Thursday, August 26, 2021

Clinical trials are they worth it?

 I have a friend who recently lost her husband to pancreatic cancer. Over the past year, I followed each event on his health care journey doing my best to offer love and support. As his tumor marker numbers went up and down, the constant rollercoaster became very stressful. The chemo worked for a while and then it stopped, that's when we knew his time was short. 

When the doctor told them there was nothing more he could do, they became desperate for a cure, and who wouldn't? There's an innate desire for survival in all of us. I wasn't shocked when they said they were willing to try anything but when the doctor mentioned a clinical trial using a deworming medication used on dogs, I was dumbfounded. 

Panacur, the brand name for pet strength medication, Fenbenzadrole, is used for ridding animals of parasites but apparently, some doctors are finding it to be a possible treatment for cancer. 

When we received the call that Jack wasn't doing well and wasn't expected to make it through the end of the week, we immediately went to visit. We wanted him to know that we loved and supported him, that we would be there for his wife in the future. That visit was very difficult. When we arrived, it was evident his physical condition had greatly declined and he was indeed on his death bed. Though he did his best to communicate, the strong doses of morphine made him too sleepy to stay awake. As he lay in the recliner resting, I noticed a package of Panacur on the side table. When his wife saw me looking at it, she explained the doctor had told them about a clinical trial and suggested they try it as a last attempt at a cure. I had mixed feelings about it but kept them to myself.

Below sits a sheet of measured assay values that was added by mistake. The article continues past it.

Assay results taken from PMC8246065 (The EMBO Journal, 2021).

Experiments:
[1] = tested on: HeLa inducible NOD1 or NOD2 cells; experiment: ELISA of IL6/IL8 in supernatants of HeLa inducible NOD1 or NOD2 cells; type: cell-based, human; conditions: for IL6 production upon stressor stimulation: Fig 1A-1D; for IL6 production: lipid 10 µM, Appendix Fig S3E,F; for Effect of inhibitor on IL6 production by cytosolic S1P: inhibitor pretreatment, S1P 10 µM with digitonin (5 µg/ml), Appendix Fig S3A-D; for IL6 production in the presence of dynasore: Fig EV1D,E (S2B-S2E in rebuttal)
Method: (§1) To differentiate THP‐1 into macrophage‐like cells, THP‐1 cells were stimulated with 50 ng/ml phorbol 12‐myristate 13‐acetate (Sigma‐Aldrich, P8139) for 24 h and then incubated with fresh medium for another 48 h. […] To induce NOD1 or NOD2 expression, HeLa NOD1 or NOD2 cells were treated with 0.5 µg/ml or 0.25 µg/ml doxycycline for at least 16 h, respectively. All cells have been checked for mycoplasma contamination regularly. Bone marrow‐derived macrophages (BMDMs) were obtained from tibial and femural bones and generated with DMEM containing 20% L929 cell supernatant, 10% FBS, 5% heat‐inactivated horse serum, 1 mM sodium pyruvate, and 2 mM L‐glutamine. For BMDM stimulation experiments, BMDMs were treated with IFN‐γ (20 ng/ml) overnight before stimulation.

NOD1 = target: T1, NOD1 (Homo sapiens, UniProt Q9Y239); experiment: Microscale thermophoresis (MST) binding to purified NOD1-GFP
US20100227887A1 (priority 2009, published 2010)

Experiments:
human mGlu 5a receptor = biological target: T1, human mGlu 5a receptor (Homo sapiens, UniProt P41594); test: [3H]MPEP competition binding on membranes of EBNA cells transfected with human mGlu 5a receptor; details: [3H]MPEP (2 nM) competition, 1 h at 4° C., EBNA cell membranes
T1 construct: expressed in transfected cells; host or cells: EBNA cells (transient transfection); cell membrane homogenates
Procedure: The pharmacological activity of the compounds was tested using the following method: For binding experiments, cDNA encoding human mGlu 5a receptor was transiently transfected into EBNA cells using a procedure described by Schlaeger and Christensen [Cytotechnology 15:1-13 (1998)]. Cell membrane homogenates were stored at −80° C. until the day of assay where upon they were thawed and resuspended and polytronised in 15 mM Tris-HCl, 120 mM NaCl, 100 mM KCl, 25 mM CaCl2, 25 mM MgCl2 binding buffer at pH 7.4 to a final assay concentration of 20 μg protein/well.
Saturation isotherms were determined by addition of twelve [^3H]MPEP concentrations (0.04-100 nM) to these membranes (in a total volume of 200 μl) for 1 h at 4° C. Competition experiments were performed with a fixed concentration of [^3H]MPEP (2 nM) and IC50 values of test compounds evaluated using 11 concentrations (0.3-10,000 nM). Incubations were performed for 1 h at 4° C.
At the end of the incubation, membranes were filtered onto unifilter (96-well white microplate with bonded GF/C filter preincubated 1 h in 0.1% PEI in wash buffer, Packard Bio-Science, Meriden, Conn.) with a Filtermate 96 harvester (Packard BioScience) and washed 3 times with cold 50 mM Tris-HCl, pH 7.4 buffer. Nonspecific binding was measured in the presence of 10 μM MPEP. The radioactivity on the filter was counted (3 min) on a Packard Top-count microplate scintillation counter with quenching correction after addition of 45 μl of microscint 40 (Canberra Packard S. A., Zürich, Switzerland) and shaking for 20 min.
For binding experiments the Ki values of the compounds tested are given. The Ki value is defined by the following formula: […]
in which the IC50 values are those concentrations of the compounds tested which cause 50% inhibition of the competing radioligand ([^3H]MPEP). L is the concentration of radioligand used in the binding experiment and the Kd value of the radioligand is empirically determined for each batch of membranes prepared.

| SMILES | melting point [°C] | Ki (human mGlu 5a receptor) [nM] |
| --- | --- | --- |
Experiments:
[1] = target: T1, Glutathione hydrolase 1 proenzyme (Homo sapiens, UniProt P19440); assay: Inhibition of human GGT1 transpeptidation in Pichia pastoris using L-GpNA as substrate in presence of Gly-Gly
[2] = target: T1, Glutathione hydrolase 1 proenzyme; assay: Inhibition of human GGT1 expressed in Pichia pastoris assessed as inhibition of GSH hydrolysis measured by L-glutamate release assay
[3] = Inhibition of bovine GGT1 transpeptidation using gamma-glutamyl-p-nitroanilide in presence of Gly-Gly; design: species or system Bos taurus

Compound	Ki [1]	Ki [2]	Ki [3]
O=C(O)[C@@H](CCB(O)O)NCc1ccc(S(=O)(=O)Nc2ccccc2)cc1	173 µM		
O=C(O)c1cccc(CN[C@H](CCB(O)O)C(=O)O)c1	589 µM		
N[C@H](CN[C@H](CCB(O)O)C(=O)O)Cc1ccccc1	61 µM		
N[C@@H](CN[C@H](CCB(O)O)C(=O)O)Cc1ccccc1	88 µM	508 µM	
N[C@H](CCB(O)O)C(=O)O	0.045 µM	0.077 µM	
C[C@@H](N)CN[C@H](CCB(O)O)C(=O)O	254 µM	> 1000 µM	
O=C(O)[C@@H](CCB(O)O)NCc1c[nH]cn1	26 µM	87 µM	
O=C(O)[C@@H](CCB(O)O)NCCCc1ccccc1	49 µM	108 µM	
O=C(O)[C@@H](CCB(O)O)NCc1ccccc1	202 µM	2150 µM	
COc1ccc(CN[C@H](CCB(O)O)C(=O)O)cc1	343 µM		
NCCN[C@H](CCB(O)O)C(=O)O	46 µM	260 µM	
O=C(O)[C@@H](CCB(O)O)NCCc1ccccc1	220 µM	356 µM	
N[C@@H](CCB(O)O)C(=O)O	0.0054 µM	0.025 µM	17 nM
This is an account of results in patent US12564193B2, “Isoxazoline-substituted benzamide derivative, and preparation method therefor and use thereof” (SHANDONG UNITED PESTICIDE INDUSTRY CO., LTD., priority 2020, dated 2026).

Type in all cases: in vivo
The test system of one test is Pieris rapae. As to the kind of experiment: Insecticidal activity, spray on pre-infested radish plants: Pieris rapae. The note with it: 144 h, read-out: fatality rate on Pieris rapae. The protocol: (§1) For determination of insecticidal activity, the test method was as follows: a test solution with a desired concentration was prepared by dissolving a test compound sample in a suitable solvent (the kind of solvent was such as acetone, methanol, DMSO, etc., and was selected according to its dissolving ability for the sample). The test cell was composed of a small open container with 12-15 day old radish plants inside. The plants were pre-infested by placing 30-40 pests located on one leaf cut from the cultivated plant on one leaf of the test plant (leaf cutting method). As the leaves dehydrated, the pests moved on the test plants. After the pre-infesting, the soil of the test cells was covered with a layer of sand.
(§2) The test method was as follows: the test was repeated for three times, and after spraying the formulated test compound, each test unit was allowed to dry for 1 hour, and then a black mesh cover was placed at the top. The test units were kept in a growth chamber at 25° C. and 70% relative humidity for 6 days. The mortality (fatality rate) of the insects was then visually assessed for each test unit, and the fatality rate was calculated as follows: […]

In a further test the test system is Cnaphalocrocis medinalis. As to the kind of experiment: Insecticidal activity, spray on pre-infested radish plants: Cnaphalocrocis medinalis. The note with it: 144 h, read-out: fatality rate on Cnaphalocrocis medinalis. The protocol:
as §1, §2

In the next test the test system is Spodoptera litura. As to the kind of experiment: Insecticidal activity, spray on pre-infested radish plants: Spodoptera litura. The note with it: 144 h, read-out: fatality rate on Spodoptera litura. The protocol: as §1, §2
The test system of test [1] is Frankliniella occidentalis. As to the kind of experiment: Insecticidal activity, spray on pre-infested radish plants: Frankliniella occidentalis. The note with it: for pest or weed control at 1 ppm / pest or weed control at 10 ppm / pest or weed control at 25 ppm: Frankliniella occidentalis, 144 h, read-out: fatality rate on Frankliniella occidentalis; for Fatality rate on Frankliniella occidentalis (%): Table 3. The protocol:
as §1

In the car, on the way home, I told my husband about my concerns. I didn't understand how Jack's wife could give him a strong, antiparasitic medication when he was in such terrible shape. His belly was bloated from the cancer and he was unable to eat. How could he swallow a pill that was going to wreak havoc on his system like that? And how could she encourage him to take it? 

Every person with cancer has to fight it in his/her own way. I understand and respect that but when does one draw the line at ending treatment? I imagine, if I was stage 4 and had no other recourse for a cure, I might try an off the wall remedy, but I'd hope I'd have sense enough to do some research before accepting anything the doctor threw my way. 

Maybe I was appalled at the thoughts of my friend, a person I loved and cared about, being treated with a medication for dogs or maybe it was just the thought of him taking it and becoming violently ill on top of what he was already going through, I don't know. 

More than likely, we'll never find a cure for cancer. There's too much money in Big Pharma to ever hope for that. Wouldn't it be nice if someone stumbled upon a helpful option through trial and error, something so simple and so benign that people would shake their heads and say, "Wow! We had this all along!" 

I'm all about science and understand many medical discoveries have come to us through trial and error, but it doesn't seem right to play around with human lives. 

My friend, Jack, died 5 days after we visited him. It was a great loss and I'll always wonder if perhaps the Panacur contributed to or hastened his death but I can't bring myself to mention it to Jack's wife. I know it would be too painful. 

Learn more about Panacur & cancer

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